Electric cars stall in USA, Australia
Better Place between a rock and a hard place
Better Place, the electric car outfit founded by spurned SAP CEO aspirant Shai Agassi, has walked away from projects in the USA and Australia, to “focus on delivering on its strategy in Denmark and Israel, where the complete infrastructure is in place and commercial operations are fully underway,”
Better Place's electric car plan revolves around replacable batteries. The company's designs realised with the help of Renault, see batteries placed beneath cars. When batteries deplete, drivers visit a switching station where robots remove the old battery and replace it with a fully-charged unit, all in less time than it is said to take to fill a car with petrol.
Punters buy the car, then sign up for a fixed price batteries-as-a-service subscription. The company also planned to set up charging stations, but the battery replacement plan was the main game as a decent network of such facilities would make it possible to drive electric cars over longer distances and at greater speeds than is possible if one needs to recharge.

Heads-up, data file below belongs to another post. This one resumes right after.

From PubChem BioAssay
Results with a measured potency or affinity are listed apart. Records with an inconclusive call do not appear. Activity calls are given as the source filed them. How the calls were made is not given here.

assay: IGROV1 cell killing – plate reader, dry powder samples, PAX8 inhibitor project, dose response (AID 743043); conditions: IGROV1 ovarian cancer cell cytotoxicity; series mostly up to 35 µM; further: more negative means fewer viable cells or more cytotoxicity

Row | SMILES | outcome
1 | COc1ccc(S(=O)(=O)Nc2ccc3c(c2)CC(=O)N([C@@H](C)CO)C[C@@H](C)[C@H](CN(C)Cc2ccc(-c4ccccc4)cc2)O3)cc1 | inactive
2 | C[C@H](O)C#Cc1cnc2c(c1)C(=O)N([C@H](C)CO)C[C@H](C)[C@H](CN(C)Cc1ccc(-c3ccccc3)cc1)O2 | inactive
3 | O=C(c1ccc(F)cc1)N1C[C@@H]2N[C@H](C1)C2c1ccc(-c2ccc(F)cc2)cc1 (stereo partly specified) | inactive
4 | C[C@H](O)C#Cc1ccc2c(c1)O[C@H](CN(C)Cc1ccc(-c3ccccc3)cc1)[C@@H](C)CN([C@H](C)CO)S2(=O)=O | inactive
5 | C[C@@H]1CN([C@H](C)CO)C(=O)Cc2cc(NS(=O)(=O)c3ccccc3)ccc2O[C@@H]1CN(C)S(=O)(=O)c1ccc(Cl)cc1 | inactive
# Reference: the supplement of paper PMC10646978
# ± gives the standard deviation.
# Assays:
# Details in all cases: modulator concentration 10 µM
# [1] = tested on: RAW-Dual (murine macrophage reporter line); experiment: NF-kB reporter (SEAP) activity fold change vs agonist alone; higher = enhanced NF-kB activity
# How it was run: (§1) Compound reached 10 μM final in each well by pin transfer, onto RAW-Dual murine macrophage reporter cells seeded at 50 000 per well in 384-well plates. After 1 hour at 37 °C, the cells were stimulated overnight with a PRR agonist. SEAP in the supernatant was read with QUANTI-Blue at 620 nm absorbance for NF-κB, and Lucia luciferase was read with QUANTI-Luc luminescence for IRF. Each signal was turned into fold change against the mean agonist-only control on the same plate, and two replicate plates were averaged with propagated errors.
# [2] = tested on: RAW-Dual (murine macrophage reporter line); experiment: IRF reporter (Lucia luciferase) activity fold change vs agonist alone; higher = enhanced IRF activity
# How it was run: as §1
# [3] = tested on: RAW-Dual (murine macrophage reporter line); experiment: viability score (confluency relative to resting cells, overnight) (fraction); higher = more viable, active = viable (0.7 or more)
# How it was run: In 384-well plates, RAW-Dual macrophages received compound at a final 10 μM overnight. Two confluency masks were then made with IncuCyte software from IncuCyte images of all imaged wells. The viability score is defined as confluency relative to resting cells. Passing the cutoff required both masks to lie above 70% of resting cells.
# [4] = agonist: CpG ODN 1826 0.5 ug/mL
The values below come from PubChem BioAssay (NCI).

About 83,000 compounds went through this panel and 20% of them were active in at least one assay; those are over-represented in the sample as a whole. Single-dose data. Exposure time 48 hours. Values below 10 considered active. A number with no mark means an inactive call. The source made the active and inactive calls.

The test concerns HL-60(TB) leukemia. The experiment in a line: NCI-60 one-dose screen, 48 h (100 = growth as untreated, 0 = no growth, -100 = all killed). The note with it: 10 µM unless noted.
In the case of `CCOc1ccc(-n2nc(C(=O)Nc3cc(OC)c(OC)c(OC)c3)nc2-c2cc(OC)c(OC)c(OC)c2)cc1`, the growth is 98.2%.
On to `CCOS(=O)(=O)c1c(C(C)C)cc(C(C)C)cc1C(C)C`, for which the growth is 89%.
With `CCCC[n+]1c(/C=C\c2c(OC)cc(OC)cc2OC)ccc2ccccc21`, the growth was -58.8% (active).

Agassi's software expertise infused the company, as he saw the problem of managing battery subscriptions as the kind of thing he understood well from his time at SAP.
But Agassi was booted from the CEO's seat late in 2012. His replacement, Australian Evan Thornley (who cashed in when he sold search company LookSmart) lasted just three months before resigning, citing deep disagreements with the company's board.
New CEO Dan Cohen has since decided the company's Australian and American operations have to go. Sales of electric cars are picking up in Israel and Denmark, but the road has been bumpier in the other two territories.
“We believe in the long term potential of both Australia and North America and are enormously encouraged by the enthusiastic response we get from all our customers,” Cohen said. “Therefore we will keep exploring solutions which will enable us to keep our long term options with regard to those markets open.”
One upside for the company is that sustainable electricity prices are falling. On the downside, massive investment in “tight oil” from shale and other sources has seen new discoveries that have the USA thinking it can greatly reduce its dependence on foreign energy sources. Such sources of oil are more expensive to extract, but with the liquid fuel supply chain extraordinarily well established it's hard to see how Better Place can get to a better place. ®